Baristas are ‘basically like a drug dealer’
During the coronavirus lockdown, an interesting thing has been happening in France.
People have been turning out in droves to their local bakery.
As James McCauley reports in the Washington Post:
"Lockdown or no, the lines extend down the block. They line up to buy the bread they always buy - baguettes, pain au lait, sourdough - even in a global pandemic.
Bread occupies a unique niche in France, where regimes have toppled because of it and where this highly regulated commodity has long been a national symbol.
"In a time of crisis the likes of which France and Europe have not seen for generations, consumers here are turning back to bread - a commodity the French depend on less these days than they once did but that serves as a source of immediate comfort in the midst of uncertainty".
During lockdown in Australia, if you notice people queuing in a similar fashion, chances are they're lining up for a takeaway coffee.
Along with regular exercise, going and getting a coffee is one of the few things we're still allowed to do … and boy have Australians embraced it with enthusiasm. Queues at cafes are often seen snaking down the street, and people seem to have no problem waiting in the rain, 1.5m from their fellow caffeine addicts.
It seems the long macchiato is to us what a baguette is to a Parisian.
Someone who has a unique understanding of the lure of coffee - especially in this unusual time - is Salvatore Malatesta, founder of Melbourne cafe St Ali.
Since the coronavirus pandemic hit, despite him having to close the doors for dine-in patrons, sales of takeaway coffees have leapt 18 per cent.
For many people, heading out to get a coffee is the only time they leave the house. Malatesta believes cafes provide a shot of normality during these unusual times.
"People are tribal … going out and getting your coffee and seeing a familiar face is so important at the moment. It's a good excuse for people to connect," he says.
"People need to get that all important eye contact, and feel like part of their daily ritual is still happening."
Even before the pandemic hit, many coffee drinkers had a strong relationship with their barista. Now, during a time when many of us are craving human connection, it's even stronger.
"The relationship between barista and customer goes pretty deep," says Malatesta.
"I was a barista for many years and I was a little bit old school. I would make your coffee when I saw you walking down the street. I'd know your name and everything about you," he says.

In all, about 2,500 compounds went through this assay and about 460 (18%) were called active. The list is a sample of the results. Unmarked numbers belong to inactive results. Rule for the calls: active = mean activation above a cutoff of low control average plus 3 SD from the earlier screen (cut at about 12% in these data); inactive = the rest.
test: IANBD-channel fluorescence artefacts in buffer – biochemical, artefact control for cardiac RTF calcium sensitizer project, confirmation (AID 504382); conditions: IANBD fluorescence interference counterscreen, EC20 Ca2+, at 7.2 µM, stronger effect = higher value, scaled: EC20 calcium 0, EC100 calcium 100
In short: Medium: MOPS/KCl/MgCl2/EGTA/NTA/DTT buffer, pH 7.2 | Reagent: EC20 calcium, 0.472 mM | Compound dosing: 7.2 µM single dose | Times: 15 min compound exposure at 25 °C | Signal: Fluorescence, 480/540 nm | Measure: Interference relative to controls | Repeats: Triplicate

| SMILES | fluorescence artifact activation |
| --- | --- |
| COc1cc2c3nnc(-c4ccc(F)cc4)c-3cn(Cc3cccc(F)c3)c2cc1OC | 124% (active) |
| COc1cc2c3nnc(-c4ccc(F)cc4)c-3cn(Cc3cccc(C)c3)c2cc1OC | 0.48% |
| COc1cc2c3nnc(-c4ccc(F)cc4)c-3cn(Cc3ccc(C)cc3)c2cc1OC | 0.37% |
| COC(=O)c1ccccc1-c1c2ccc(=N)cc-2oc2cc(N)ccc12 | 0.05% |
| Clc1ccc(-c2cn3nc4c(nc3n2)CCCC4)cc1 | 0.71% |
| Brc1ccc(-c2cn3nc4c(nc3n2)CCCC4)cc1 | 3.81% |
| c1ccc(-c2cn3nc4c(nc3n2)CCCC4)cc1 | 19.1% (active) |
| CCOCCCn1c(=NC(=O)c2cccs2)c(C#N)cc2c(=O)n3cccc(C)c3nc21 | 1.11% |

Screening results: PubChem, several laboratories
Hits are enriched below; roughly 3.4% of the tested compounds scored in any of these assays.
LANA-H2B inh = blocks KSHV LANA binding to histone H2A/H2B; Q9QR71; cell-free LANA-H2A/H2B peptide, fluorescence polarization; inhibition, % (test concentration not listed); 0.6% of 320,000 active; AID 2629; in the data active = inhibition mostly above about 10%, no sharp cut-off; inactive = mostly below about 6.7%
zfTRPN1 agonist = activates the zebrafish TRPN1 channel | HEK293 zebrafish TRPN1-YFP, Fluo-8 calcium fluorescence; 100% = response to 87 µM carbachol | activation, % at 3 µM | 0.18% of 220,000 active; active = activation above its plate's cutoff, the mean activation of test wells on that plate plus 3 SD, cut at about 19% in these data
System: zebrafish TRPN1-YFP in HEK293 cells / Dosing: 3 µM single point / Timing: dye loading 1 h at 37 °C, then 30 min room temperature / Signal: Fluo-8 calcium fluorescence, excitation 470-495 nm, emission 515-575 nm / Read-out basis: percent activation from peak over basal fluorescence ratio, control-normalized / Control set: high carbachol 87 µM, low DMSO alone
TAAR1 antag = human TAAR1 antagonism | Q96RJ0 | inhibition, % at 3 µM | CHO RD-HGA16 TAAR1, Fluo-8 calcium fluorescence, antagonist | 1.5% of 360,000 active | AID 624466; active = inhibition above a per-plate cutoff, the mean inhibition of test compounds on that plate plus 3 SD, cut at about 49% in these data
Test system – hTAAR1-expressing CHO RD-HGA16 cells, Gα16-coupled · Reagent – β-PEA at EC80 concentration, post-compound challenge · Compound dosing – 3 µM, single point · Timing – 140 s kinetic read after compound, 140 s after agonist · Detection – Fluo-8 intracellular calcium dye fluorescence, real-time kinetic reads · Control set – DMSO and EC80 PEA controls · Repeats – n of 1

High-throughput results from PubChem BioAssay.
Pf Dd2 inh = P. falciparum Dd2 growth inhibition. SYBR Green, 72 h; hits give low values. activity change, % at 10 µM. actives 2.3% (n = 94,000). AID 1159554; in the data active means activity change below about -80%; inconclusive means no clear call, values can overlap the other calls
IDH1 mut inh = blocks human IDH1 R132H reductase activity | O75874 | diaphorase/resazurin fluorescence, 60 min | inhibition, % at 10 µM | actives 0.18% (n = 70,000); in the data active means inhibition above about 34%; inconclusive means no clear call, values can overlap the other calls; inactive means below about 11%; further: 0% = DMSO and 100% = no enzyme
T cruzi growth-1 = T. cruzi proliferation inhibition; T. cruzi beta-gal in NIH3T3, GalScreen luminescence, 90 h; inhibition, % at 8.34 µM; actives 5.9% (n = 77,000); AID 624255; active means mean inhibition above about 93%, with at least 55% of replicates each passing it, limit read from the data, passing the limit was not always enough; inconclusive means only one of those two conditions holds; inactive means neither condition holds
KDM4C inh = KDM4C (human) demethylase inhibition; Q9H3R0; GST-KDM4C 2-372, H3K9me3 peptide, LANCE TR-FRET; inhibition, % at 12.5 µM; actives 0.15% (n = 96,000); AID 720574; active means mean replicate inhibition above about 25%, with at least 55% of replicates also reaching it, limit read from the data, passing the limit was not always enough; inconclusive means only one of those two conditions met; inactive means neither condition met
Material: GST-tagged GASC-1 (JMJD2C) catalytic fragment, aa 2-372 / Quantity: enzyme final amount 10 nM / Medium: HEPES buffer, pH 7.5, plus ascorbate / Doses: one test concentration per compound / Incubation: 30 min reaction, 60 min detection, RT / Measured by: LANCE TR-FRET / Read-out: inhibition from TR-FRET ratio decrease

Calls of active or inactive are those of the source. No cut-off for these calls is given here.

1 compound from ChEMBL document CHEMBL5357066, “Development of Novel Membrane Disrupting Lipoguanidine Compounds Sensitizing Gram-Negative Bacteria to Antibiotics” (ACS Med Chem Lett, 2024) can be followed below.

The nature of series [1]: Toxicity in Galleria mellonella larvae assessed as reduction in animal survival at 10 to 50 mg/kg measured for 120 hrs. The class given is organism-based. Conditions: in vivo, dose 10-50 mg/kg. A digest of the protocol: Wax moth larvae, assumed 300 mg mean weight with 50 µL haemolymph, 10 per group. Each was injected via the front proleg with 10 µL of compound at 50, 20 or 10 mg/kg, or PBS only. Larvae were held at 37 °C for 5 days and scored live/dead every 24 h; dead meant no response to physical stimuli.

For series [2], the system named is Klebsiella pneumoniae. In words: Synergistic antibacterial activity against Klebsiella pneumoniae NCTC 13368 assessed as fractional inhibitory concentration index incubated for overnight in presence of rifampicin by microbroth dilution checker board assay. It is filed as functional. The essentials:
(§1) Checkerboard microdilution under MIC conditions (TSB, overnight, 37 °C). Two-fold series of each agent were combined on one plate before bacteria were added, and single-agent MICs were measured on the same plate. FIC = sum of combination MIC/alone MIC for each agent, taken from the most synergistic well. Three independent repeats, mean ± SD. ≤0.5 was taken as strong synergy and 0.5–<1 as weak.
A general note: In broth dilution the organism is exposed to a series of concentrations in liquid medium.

While he agrees that the social interaction is part of a barista's appeal, he makes no bones about the fact that coffee is a "drug of dependence" and as such "it's like that Curtis Mayfield song (Pusherman) … As a barista, you're basically like a drug dealer".
He says he's in constant awe of coffee, and the power that it has.
"If that first sip of coffee isn't good, your whole day is spoiled," he says.
"And if that sip of coffee is amazing, your whole day is made … The coffee plant is a powerful plant and given the right opportunity it can have a powerful voice. It can totally transport you. If it's treated with reverence and care, it's quite magical. Tell me another plant that does the same thing … that's legal".
Malatesta notes that Melburnians are particularly passionate about their coffee.
"I think perhaps it's like we are with our sport … we take an obsession with something, and we've got to win," he says.
As well as getting their daily caffeine hit and seeing some familiar faces, regular customers are also keen to support the local businesses that have been providing them with sustenance for years. Rain, hail or shine.
"St Ali started in 2005, so it's a community. It's like friends," says Malatesta.
"Everyone knows each other. There's a group of seven guys who have been coming every day for 15 years. They know more about the venue than me. They ring me directly and tell me if they're not happy with the music that played that day.
"Coming in is so in-built in their ritual. They still come every day and essentially do the same thing. They have the same conversations … but now they have to do it two metres apart standing on the street."
Originally published as Baristas are 'basically like a drug dealer'